While job search strategies have changed in amazing ways in the last half century, job seekers of all ages still understand the time and hard work necessary in finding a job. It is no surprise however that the younger generation seeking employment today approaches their search rather differently than Generation X. A survey conducted through the consulting company Millennial Branding and the website Beyond.com reported some surprising results when they surveyed over 5,000 American job seekers of all ages. The survey showed that Millennials approach the job search with an optimistic outlook, while Generation X seekers lean towards job security rather than workplace perks like flexible time off. Surprisingly, older job seekers seem to be active in social media- even more so than younger job seekers. There are many other generational differences, but here are some that may have value for your own job search.
Social media is viewed as unique to the job search of Millennials. Most likely, the use of social media is second nature to Millennials. You learned when you were young what the internet was, how to create a Facebook page, and how to interact with others through multiple forms of social media. The job search has become mobile and ever-present in Millennials, but it seems as though older job seekers have decided they won’t miss out on this resource. Keep up with them and use your upbringing in the digital age to your advantage. Be active on social media by creating a LinkedIn account and a Spark Hire profile with a video resume.
This is a defining aspect of the generational differences in the job search. Face-to-face interaction does not occur the way it used to. Instead of sitting in an office with someone, you can video interview. An employer can also screen job seekers by viewing their online video applications or video resumes. Even phone calls are limited, with email being a preferred form of communication. For Millennials, it is good to learn that there is immense value in face-to-face interaction with employers and professional contacts- be it through video or in-person. Not only does this help you make lasting connections, but it hones your skills in verbal communication and forces you into situations where you have to respond quickly and intelligently.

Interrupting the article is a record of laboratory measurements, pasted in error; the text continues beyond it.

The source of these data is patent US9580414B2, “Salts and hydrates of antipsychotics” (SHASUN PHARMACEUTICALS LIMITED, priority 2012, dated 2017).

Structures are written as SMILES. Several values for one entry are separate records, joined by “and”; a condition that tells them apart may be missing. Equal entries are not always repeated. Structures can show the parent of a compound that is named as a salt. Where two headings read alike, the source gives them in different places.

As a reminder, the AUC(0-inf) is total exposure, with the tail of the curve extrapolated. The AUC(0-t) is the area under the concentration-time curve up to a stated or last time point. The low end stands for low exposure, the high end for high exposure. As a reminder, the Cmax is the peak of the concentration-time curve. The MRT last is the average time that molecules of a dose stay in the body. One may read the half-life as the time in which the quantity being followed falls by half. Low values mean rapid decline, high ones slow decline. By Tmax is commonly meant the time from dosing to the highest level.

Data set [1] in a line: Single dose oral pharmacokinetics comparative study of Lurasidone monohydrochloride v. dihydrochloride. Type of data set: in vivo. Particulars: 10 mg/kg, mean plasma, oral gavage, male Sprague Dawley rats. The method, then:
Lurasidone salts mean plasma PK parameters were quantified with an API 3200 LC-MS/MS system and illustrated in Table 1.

Research and knowledge
The study from Beyond.com showed that Generation X tend to be the generation that takes the most time to research a company before their interview. They speculate that this is because they are applying for higher level positions, so their research ensures they are well-informed when stepping into the interview. This should be a priority for all ages of job seekers regardless of generational differences. Prior knowledge of a company and the industry is key to job search success. It shows a potential employer your level of dedication to a particular position and shows the lengths to which you’re willing to go to secure that position.
What are some other generational differences you notice among job seekers? Do you think one generation has an advantage over another? Share with us in the comments section below!
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